The mid-1970s saw a spate of "government conspiracy" films, all with liberal themes that emanated from Watergate. None of them were about Kennedy stealing the 1960 election. Hmm.
"Chinatown" (1974) may be the best screenplay ever written. A historical look at 1930s Los Angeles, it actually condensed events from the 1900s with events that, uh, never happened but made for good drama. Written by L.A. native Robert Towne, directed by Roman Polanski, produced by Evans and starring Jack Nicholson, Faye Dunnaway and famed director John Huston, it told the story of how Los Angeles became a metropolis. In Towne's version, Huston "owns" the L.A. Department of Water & Power with a character based on actual L.A. City engineer William Mulholland. Mulholland had orchestrated the political deal which built the aqueduct that brought water from the Owens Valley into the L.A. Basin, allowing millions of Southern Californians to keep their lawns green to this day.
The Mulholland character is "sacrificed" at the altar of greed, embodied by Huston, who secretly buys the San Fernando Valley, knowing that once the water deal is set, it will be incorporated into the city, making him a gazillionaire. It is rather cynical, although nobody suggests the L.A. "city fathers" were boy scouts. The same old theme is that capitalism and American political power are corrupt. To make sure the audience is convinced the corruption is beyond redemption, Huston is in the end found out be an insatiable, incestual monster. He plays the role so well it brings up minds-eye imagery of his real daughter, Angelica. The film is utterly beyond any criticism, regardless of political colorization. For decades, film students and screenwriters have studied it. It spawned an artistic quest to lace the screen with symbols, metaphors, backstory, and twists.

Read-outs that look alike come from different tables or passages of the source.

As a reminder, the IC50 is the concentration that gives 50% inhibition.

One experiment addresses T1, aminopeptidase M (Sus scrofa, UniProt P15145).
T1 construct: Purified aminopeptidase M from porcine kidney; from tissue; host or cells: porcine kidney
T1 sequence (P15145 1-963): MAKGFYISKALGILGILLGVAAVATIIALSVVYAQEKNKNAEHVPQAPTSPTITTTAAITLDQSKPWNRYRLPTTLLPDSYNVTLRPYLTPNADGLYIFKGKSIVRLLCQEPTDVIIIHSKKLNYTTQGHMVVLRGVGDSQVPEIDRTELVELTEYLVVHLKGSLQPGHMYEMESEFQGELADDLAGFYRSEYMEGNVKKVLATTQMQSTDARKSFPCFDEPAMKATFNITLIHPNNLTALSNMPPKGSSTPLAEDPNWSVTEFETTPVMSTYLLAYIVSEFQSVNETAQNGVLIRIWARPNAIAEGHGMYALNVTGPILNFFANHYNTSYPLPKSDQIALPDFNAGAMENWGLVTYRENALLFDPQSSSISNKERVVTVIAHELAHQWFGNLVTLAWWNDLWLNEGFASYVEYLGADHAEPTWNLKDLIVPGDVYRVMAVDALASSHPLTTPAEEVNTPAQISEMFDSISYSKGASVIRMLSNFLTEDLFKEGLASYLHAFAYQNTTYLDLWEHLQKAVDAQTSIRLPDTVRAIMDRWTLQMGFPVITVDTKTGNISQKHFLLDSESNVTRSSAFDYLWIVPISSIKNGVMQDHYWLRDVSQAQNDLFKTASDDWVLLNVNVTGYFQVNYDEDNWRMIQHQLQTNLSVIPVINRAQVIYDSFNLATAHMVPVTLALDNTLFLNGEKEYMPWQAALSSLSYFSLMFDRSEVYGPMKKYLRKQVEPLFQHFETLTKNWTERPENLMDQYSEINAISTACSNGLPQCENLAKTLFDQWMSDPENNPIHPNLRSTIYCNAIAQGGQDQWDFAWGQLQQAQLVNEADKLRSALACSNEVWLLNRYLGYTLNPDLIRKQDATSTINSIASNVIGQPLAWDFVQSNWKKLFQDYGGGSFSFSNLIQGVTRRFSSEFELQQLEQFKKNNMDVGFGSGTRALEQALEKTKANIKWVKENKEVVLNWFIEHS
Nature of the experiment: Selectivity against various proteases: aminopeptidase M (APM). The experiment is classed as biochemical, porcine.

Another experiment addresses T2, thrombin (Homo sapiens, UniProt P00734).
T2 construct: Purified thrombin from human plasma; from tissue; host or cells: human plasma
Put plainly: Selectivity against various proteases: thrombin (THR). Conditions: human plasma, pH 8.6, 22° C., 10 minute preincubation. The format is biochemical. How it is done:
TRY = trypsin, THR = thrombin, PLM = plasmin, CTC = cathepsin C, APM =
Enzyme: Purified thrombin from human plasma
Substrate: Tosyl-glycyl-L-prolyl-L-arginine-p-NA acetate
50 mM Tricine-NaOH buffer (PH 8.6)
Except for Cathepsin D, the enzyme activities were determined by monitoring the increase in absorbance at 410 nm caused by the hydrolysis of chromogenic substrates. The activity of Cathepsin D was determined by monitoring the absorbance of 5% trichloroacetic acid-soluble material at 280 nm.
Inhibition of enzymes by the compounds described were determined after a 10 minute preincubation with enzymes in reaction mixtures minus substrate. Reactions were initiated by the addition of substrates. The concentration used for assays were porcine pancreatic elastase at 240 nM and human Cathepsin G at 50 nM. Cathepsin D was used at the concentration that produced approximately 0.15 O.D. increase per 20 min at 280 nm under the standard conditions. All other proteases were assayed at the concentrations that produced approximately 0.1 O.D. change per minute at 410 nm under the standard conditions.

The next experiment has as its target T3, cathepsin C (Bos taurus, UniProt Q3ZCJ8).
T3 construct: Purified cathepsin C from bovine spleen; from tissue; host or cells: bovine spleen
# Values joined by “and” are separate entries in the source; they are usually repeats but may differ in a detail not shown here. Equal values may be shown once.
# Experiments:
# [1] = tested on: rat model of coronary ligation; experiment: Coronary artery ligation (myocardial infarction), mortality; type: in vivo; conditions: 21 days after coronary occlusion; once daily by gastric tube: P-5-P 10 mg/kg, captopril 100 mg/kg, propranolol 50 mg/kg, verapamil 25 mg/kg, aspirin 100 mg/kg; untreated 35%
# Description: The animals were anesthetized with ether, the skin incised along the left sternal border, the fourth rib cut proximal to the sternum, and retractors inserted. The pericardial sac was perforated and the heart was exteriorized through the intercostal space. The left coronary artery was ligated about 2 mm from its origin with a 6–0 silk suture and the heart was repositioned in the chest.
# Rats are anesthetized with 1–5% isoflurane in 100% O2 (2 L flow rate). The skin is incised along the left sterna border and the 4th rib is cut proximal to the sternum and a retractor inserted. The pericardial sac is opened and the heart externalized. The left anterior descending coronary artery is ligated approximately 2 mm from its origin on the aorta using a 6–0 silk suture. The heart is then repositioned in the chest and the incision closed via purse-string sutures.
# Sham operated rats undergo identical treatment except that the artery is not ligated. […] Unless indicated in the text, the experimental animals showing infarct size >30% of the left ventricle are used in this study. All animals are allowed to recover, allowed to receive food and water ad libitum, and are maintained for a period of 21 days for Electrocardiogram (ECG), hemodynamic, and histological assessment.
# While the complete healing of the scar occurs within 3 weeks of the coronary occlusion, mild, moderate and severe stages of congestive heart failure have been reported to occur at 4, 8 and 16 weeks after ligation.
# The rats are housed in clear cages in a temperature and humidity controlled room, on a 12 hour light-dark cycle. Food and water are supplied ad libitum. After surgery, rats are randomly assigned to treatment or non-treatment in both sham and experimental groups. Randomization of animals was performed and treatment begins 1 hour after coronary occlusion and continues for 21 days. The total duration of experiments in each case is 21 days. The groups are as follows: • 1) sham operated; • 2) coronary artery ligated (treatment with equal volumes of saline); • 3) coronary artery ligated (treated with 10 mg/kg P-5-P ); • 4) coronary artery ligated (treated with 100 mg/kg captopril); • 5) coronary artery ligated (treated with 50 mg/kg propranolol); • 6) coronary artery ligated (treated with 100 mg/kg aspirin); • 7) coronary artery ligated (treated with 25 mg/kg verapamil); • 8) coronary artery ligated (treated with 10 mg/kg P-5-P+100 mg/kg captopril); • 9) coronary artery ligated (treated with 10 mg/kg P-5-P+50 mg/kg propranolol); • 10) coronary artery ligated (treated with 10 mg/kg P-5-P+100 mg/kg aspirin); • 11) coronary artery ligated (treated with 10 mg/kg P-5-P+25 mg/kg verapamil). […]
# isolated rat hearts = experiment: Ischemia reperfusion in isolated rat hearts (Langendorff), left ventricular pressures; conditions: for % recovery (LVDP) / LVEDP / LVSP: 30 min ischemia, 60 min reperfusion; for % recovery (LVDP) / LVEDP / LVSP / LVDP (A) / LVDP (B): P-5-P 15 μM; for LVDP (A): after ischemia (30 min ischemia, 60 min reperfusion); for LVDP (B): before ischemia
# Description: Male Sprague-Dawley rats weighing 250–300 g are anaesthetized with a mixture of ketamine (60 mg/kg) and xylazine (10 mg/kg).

"Chinatown" seems to be the apex of the American film period, the mid-1970s. The period from 1960 to 1979 is unparalleled, but the backstory of the people who created these classics is a telling tale of why the genre leans to the Left. In the 1960s, film schools became popular. Four schools emerged, and have held their place as the place to learn the craft. In Los Angeles there was the USC School of Cinema-Television. Their first big alumnus was "Star Wars" director George Lucas. UCLA combined their film school with their drama program, so as to bring actors, writers, directors and producers together. Coppola went to UCLA along with a future rock star named Jim Morrison, who would form The Doors with another UCLA film alumnus, keyboardist Ray Manzarek.
AUTHOR OF "BARRY BONDS: BASEBALL'S SUPERMAN"